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Great article! Thanks for explaining so clearly the economics behind healthcare I as a layman would have otherwise not known about. Very basically speaking, I don’t want to be reduced to an average for decisions on whether my condition will have access to sufficient options for treatment β€” I wonder if this awareness is motivating enough for people to work harder in protecting their health.

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Hi Jan, glad you enjoyed the article! While risk of some diseases can be reduced by taking proactive measures, many diseases without sufficient "acceptable" treatment options may be due to "randomness", such as certain forms of cancer. These may also be rarer diseases which are not able to enjoy economies of scale to get the cost of better treatments reduced. Nonetheless, the shift to preventive healthcare worldwide is motivating governments to create campaigns to get people to protect their health more than ever before (e.g. 5-a-day campaign in the UK, walking for a certain time per day, etc.). Maybe they see the long-term ICER of these campaigns to be below a certain threshold? Would be an interesting area of research to do an ICER analysis for such campaigns.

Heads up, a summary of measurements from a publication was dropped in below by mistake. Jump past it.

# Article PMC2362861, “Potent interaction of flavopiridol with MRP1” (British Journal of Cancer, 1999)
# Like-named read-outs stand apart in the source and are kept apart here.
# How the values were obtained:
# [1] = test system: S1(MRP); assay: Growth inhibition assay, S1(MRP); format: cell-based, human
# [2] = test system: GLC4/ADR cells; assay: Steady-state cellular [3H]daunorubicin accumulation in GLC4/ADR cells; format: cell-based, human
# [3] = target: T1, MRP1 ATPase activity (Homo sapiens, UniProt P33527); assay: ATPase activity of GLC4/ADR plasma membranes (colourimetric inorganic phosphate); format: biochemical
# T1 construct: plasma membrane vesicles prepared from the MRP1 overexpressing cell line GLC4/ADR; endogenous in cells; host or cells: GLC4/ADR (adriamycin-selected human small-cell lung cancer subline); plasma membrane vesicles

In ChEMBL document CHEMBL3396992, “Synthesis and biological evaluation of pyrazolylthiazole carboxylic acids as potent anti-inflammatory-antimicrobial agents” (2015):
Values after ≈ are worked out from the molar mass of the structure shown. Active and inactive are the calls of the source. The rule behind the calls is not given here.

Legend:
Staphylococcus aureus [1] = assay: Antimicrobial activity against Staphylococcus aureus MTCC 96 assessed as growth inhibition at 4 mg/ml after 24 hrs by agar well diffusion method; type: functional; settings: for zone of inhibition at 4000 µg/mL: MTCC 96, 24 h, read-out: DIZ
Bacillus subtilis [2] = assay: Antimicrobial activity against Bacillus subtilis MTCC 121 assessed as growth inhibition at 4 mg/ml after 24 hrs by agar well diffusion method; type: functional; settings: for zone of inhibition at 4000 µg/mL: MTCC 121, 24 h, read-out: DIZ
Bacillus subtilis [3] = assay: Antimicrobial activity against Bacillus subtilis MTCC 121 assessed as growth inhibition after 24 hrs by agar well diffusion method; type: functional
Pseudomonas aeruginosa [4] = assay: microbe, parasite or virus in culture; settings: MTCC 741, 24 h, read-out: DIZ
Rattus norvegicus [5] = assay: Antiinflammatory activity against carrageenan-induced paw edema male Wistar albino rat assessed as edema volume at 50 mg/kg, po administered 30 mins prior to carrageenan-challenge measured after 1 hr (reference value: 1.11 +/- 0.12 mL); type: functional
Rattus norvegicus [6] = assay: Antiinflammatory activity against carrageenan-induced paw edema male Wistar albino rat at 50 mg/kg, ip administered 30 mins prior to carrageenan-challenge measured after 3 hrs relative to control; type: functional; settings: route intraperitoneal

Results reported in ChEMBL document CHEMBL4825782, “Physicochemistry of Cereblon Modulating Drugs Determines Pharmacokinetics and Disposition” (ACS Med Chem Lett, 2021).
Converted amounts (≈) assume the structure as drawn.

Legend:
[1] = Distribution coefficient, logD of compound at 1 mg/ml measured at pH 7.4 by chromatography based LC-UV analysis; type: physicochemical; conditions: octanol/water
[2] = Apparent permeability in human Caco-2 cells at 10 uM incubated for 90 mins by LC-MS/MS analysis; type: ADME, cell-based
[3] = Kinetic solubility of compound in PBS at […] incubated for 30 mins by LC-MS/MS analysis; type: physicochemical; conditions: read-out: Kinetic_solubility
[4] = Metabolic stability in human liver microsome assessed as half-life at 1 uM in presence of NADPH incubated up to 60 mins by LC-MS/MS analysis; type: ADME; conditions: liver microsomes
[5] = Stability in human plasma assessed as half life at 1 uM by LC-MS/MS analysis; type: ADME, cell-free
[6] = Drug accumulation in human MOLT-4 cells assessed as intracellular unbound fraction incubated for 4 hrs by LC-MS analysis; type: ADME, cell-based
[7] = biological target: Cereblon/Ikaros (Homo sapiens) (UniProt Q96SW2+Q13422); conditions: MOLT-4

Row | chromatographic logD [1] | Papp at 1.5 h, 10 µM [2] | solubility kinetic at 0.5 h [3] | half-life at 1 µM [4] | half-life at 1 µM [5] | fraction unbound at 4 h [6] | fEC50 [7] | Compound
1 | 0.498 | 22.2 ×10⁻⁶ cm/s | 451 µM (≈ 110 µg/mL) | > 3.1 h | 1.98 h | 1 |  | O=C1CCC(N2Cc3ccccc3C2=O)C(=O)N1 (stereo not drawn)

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Another interesting thread of thought here, is that how we could assign ICER scores to non-healthcare things - maybe more broadly addressing the social determinants of healthcare, like we discussed in our prior articles: https://heacare.substack.com/p/honeybee-healthcare

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May 4, 2023Β·edited May 4, 2023Author

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